5 tried and tested steps for effective team communication

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Effective Team communication is the backbone and foundation of every human interaction.

Our pre-historic ancestors boosted their collective hunting and surviving capacity by living together in small communities.

Had it not been for effective team communication, perhaps we would still have been on four legs.  

Narrowing our perspective to business organizations, effective team communication is one of the paramount pillars of any successful and healthy organization.

86% of employees and executives cite lack of collaboration or ineffective communication for workplace failures” – Salesforce

But what exactly is effective team communication? 

As a leader or manager, you must know when to communicate, what to communicate, how to communicate and with whom to communicate.

These four questions round up the scope for effective team communication. 

The content, as well as the context of the communication, make it effective.

You should know the art of saying the right things to the right person at the right time.

An organization that homes effective team communication is one where the employees can speak their mind and feel no workplace pressure.

Since communication is an inter-personal act, there are no scientific manuals or rulebooks on how to instill the habit of effective communication in your team.

Therefore, there cannot be a standardized ready-made blueprint for every organization to follow.

Just like any other policy, it is entirely on the team leader and a bit of trial-and-error.

Here are some tried-and-tested ways to for you to improve team communication and make your employees effective and efficient in team communication.

1. An Open-door Policy is a must.

We have talked about the importance and scope of effective team communication, but what is the first step towards achieving it? 

Here is the answer, the biggest hindrance to effective team communication in any team/organization is a lack of transparency.

What is an open-door policy?

An open-door policy means that the employer/manager/team leader of the organization is easily approachable by any member of the organization for any questions or discussions.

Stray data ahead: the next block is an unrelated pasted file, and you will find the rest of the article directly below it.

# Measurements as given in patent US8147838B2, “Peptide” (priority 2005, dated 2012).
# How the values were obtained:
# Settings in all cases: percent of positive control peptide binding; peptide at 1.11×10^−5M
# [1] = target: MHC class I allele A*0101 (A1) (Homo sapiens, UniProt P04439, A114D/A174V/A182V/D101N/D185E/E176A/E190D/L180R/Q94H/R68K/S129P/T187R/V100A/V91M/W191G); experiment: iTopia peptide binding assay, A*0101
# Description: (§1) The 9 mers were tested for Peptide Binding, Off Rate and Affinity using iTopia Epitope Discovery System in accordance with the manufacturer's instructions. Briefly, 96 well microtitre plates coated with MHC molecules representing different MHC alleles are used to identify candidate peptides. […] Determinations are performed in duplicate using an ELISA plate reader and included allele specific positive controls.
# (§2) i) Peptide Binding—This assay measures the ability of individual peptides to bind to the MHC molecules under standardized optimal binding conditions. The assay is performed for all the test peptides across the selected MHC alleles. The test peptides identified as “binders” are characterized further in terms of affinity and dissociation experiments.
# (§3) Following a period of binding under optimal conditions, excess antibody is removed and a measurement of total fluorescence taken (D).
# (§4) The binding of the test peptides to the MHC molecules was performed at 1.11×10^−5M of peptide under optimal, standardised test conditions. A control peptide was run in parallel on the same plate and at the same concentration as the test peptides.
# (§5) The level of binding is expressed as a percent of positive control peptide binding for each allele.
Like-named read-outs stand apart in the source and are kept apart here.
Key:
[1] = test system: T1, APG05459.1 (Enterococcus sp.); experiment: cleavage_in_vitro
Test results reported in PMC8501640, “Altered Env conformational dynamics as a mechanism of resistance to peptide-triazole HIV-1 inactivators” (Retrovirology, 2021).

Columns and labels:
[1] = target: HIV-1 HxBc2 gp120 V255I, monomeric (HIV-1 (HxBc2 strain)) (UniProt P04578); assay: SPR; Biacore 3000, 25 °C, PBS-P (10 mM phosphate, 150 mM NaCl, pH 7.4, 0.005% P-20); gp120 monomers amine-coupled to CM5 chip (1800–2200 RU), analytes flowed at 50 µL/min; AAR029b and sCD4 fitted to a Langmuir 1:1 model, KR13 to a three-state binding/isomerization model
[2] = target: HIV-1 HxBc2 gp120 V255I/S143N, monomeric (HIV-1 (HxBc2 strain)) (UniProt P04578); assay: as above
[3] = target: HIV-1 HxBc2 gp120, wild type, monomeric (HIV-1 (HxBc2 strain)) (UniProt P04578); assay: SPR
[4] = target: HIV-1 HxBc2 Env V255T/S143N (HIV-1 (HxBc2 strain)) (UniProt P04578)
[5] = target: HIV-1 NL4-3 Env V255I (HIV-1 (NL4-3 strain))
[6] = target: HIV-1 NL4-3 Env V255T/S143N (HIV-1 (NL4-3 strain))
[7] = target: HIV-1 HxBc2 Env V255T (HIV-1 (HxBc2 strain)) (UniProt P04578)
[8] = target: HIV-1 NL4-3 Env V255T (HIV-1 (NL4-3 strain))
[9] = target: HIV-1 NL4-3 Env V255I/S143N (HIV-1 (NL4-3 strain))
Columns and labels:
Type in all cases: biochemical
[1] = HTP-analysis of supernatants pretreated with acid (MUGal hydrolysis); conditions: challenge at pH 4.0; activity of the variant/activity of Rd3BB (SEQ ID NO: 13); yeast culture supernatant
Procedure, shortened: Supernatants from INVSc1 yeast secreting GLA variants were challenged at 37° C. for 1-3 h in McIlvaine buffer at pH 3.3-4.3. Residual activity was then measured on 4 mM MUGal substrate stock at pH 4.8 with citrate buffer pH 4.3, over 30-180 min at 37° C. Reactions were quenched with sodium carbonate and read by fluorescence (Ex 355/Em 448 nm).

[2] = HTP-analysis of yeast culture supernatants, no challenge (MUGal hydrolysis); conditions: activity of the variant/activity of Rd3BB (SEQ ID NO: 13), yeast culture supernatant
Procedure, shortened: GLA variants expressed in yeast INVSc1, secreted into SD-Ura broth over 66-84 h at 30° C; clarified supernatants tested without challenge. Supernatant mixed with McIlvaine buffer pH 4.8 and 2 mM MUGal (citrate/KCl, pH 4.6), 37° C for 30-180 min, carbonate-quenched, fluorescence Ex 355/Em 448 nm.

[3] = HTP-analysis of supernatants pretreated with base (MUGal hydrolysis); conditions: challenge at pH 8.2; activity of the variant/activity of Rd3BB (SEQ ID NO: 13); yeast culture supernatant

The objective of this policy is to ensure transparency and open communication.

It encourages employees to communicate with their seniors regarding their workplace matters, problems, or recommendations without following the formal chain of effective team communication.

Why an open-door policy?

  • Encourages effective team communication between the employee and the management
  • Encourages healthy discussion at the workplace
  • Mitigates any slander or badmouthing of superiors
  • Instills a feeling of togetherness in the employees
  • Cives clarity and a different perspective to the employees
  • The leader gains respect from his subordinates 

2. Two-sided personal feedback 

My ex-employer, at the company I used to work for before, never let me or any other employee feel that ‘feedback’ had value. Speaking from the perspective of an employee, I feel it really is the worst working environment for one. The employees feel undervalued and underappreciated. It just dilutes any sense of belonging that he/she has with the firm. 

 According to Gusto, ” Over half of employees say a strong sense of community kept them at a company longer than what was in their best interests “

Statistical data from Hubspot states that 65 % of employees in an organization feel that they want more feedback from their bosses, and 69 % of employees said that they would work harder if they would get more feedback. 

However, A good leader not only provides healthy criticism to his subordinates from time to time, but also takes constructive criticism from them from time to time.